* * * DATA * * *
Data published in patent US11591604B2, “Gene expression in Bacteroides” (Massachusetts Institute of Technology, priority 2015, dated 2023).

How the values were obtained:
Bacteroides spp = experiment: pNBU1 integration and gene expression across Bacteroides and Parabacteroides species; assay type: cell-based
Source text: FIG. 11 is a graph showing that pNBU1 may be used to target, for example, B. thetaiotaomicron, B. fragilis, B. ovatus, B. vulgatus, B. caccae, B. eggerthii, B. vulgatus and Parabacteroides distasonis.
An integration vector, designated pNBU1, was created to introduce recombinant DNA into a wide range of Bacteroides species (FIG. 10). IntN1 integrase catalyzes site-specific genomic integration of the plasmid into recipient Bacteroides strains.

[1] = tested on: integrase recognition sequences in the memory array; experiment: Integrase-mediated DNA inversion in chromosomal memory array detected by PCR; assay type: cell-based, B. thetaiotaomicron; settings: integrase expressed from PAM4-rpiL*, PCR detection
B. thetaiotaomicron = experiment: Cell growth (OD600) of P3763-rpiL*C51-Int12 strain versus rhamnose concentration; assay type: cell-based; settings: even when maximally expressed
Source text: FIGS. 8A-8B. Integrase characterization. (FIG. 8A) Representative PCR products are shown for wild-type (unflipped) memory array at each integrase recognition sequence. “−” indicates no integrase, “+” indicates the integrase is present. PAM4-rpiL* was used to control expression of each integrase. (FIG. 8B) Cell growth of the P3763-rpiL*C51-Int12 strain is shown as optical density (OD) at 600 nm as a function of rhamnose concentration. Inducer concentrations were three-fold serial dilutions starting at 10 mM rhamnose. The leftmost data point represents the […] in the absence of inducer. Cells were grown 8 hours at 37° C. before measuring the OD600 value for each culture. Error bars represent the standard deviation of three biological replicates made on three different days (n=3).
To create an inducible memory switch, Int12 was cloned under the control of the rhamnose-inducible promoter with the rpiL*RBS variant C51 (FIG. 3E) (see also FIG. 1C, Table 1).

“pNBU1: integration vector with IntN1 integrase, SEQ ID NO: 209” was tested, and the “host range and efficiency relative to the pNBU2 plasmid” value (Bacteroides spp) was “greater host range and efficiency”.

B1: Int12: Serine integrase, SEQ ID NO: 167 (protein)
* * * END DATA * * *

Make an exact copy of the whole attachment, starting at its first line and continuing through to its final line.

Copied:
Data published in patent US11591604B2, “Gene expression in Bacteroides” (Massachusetts Institute of Technology, priority 2015, dated 2023).

How the values were obtained:
Bacteroides spp = experiment: pNBU1 integration and gene expression across Bacteroides and Parabacteroides species; assay type: cell-based
Source text: FIG. 11 is a graph showing that pNBU1 may be used to target, for example, B. thetaiotaomicron, B. fragilis, B. ovatus, B. vulgatus, B. caccae, B. eggerthii, B. vulgatus and Parabacteroides distasonis.
An integration vector, designated pNBU1, was created to introduce recombinant DNA into a wide range of Bacteroides species (FIG. 10). IntN1 integrase catalyzes site-specific genomic integration of the plasmid into recipient Bacteroides strains.

[1] = tested on: integrase recognition sequences in the memory array; experiment: Integrase-mediated DNA inversion in chromosomal memory array detected by PCR; assay type: cell-based, B. thetaiotaomicron; settings: integrase expressed from PAM4-rpiL*, PCR detection
B. thetaiotaomicron = experiment: Cell growth (OD600) of P3763-rpiL*C51-Int12 strain versus rhamnose concentration; assay type: cell-based; settings: even when maximally expressed
Source text: FIGS. 8A-8B. Integrase characterization. (FIG. 8A) Representative PCR products are shown for wild-type (unflipped) memory array at each integrase recognition sequence. “−” indicates no integrase, “+” indicates the integrase is present. PAM4-rpiL* was used to control expression of each integrase. (FIG. 8B) Cell growth of the P3763-rpiL*C51-Int12 strain is shown as optical density (OD) at 600 nm as a function of rhamnose concentration. Inducer concentrations were three-fold serial dilutions starting at 10 mM rhamnose. The leftmost data point represents the […] in the absence of inducer. Cells were grown 8 hours at 37° C. before measuring the OD600 value for each culture. Error bars represent the standard deviation of three biological replicates made on three different days (n=3).
To create an inducible memory switch, Int12 was cloned under the control of the rhamnose-inducible promoter with the rpiL*RBS variant C51 (FIG. 3E) (see also FIG. 1C, Table 1).

“pNBU1: integration vector with IntN1 integrase, SEQ ID NO: 209” was tested, and the “host range and efficiency relative to the pNBU2 plasmid” value (Bacteroides spp) was “greater host range and efficiency”.

B1: Int12: Serine integrase, SEQ ID NO: 167 (protein)